Do It Yourself Repair: Troubleshooting Common Wood Furniture Problems

Many common wood furniture repairs can be done simply and easily at home. Find out what types of repairs you can do yourself.

There are several different problems that can befall a wood furniture piece, but to keep your furniture for as long as possible, get repairs done immediately after noticing that there's a problem. Some of these problems could be minor, such as a loose leg on a wooden table. These repairs can be done at home simply by looking to see what type of hardware was used and tightening it. If it's a screw, you can just tighten it up some with a screwdriver, but if it's a nut and bolt assembly, you might need a certain size of socket or wrench for tightening. If the screw or nut has been stripped, it might be necessary to place a small piece of wood over the previous hole and insert a new screw and/or nut.

Another minor repair which you can probably do at home is a splintered portion of a table or chair. Sometimes this is right at the edge of the piece and requires just a little putty and some stain. After removing any protruding wood pieces or splinters, apply the wood putty and let dry. Sand slightly if necessary, then stain and finish the area. This method isn't very suitable for repairing splintered legs on a wooden furniture piece. Often the leg will have to be replaced, meaning all four legs would have to be replaced, unless the replacement leg is an exact match for the damaged one.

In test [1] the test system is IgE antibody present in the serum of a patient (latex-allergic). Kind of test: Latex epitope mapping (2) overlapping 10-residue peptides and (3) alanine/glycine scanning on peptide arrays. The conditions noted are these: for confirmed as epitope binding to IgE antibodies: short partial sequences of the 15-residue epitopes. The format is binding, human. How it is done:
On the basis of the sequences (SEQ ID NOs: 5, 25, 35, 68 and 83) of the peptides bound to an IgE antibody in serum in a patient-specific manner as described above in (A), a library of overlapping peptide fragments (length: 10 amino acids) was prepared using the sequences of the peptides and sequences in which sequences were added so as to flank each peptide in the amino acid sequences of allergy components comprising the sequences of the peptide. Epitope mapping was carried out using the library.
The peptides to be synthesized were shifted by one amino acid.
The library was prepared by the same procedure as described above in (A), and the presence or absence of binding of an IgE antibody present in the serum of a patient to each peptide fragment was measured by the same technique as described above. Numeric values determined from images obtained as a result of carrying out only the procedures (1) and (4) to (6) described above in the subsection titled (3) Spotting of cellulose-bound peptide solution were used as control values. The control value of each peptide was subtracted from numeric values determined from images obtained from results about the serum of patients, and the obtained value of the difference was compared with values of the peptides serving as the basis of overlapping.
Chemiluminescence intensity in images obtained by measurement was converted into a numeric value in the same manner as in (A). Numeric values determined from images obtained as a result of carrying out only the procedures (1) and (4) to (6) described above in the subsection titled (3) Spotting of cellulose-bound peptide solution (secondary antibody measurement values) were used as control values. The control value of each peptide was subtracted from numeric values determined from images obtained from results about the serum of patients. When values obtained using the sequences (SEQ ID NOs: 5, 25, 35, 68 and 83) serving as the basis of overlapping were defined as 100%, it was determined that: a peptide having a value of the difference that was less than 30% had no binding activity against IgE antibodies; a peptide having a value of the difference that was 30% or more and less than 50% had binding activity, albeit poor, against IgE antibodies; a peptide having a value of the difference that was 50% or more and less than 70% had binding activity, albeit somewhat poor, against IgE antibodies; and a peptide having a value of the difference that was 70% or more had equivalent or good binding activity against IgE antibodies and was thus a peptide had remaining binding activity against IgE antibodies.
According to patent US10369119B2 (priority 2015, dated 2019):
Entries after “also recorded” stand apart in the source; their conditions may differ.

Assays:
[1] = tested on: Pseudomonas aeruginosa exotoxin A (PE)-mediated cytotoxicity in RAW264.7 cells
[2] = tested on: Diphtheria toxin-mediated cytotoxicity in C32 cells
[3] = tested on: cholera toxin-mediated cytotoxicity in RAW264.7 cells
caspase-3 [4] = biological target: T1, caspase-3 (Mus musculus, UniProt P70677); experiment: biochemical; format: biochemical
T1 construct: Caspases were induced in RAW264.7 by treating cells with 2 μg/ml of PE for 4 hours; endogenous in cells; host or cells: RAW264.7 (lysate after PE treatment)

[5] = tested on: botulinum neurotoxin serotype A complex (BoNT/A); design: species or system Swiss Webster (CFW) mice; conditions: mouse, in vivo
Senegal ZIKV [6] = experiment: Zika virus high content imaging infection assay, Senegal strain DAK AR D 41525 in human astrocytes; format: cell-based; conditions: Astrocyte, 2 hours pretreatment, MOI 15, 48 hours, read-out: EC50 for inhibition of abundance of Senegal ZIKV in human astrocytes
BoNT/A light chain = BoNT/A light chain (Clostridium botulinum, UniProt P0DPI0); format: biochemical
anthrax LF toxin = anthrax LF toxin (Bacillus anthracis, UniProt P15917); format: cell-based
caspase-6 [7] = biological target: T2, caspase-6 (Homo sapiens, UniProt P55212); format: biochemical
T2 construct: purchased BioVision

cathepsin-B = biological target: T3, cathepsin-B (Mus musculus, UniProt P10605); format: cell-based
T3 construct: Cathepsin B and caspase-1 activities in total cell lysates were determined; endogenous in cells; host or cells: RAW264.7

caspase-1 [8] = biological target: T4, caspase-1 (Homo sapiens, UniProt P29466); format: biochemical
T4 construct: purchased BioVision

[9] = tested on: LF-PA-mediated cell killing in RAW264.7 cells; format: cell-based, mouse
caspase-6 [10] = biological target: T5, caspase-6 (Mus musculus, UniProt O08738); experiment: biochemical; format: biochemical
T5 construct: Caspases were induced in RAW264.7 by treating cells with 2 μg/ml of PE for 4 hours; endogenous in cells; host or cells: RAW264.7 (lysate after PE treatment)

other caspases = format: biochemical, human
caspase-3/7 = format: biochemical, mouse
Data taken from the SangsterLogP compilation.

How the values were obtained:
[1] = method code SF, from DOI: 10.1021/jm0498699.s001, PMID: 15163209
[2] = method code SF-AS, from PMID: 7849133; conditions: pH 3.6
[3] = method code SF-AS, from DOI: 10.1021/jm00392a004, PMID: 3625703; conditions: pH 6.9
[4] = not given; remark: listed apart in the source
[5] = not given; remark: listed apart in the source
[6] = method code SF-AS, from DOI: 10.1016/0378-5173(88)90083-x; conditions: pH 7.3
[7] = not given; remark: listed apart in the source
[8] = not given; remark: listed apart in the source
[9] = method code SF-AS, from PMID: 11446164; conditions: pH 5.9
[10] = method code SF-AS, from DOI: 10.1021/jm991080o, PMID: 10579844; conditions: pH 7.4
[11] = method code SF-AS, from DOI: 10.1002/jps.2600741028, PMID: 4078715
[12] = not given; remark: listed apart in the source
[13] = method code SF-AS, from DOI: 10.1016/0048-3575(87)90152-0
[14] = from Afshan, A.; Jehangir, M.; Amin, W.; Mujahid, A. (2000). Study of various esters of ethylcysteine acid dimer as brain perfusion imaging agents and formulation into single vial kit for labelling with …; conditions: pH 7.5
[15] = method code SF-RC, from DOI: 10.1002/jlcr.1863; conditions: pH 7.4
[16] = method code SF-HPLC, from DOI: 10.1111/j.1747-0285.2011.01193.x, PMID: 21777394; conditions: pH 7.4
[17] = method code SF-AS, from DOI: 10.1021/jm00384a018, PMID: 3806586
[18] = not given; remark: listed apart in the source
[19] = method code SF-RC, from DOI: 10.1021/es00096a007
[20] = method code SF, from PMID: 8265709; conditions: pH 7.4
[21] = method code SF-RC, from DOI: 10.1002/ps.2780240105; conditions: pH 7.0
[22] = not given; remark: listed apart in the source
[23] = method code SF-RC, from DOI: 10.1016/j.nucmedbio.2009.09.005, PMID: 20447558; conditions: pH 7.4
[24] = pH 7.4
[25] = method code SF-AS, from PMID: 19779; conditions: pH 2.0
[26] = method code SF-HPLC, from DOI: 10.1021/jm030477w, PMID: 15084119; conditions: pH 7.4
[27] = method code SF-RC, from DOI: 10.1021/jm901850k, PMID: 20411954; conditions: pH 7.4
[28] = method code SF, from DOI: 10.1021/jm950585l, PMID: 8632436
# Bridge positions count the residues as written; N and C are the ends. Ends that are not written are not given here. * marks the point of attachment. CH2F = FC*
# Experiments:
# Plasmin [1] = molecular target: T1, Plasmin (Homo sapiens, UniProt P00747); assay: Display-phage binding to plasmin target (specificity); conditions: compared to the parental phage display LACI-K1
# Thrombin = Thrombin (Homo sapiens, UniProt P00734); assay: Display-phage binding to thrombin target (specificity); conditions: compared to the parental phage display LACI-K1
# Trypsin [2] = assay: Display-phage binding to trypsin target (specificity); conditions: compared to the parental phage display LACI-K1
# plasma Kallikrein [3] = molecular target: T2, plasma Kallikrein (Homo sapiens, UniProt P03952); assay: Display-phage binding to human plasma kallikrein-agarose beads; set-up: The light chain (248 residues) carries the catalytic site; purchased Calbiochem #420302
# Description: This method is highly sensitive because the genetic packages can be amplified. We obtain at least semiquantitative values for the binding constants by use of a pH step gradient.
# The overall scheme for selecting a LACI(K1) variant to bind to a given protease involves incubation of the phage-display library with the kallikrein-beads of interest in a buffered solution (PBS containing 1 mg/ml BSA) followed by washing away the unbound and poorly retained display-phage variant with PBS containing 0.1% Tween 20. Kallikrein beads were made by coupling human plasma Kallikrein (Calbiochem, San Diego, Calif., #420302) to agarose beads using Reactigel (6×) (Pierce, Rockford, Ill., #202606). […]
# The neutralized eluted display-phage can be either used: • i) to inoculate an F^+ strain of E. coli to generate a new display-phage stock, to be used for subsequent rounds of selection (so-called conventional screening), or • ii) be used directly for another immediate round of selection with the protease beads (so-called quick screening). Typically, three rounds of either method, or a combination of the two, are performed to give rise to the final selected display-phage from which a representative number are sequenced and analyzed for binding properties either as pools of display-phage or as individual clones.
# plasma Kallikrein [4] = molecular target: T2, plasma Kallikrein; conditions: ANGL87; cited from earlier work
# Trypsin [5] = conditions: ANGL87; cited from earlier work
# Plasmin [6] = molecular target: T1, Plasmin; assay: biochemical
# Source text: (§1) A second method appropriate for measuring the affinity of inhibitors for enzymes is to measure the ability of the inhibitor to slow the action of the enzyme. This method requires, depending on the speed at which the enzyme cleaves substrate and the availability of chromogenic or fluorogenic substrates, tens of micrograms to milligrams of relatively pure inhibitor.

Many chemicals can eat the finish off of a piece of furniture. Nail polish remover is one chemical which is often accidentally the cause of finish damage. After using nail polish remover, then setting it on a dresser or night stand, the liquid can run down the bottle and damage the wood finish. Some people find it easier to refinish the entire dresser top than to attempt to refinish a small portion of the top. To refinish the entire top, use a commercial stripper but check the label to see that it is appropriate for that particular type of wood. After stripping the top, stain with one or two coats, then add lacquer. It's important when stripping only one area, to have an exact match on the stain color. Most stores which sell stain have small paper color charts which you can take home to compare with the color of the furniture, to help you select the best match.

Some furniture problems have more to do with their hardware than the furniture itself. For example, a table with a leaf or leaves in it can be aggravating when you try to pull the two table pieces apart, or push them together. Often they'll stick and it's nearly impossible to position them to accommodate the leaves. Mineral oil, baby oil or a spray lubricant can take care of this problem. After finally getting the table to open up as far as possible, oil the slide mechanisms inside and out. Slide the table together and pull it back apart several times to work the oil in. This treatment will prevent the table from sticking for a long time to come.

Desk chairs and similar pieces often encounter problems with the wheels. For stiff wheels or wheels which no longer turn, remove the wheel and clean it, along with the part of the chair where the wheel is attached. Check the wheel itself for hair or other intrusions, then oil the wheel assembly and reattach. Chairs sometimes have slats in the back which come loose. To fix this, turn the slat as far as you can twist it, then apply wood glue to the chair at the top and at the bottom of the slat. Turn the slat back into position and wipe off any excess glue. Allow chair slat to dry thoroughly.

For desk drawers which stick, remove the drawer completely, apply wax or oil to the bottom of the drawer where it slides into the compartment, then slide it in and out several times. This should lubricate the drawer enough to allow it to slide easily in and out. There comes a time when many wood pieces have seen their day and it's time to let them go, but until then, make wood furniture repairs as quickly as possible to prevent further damage.

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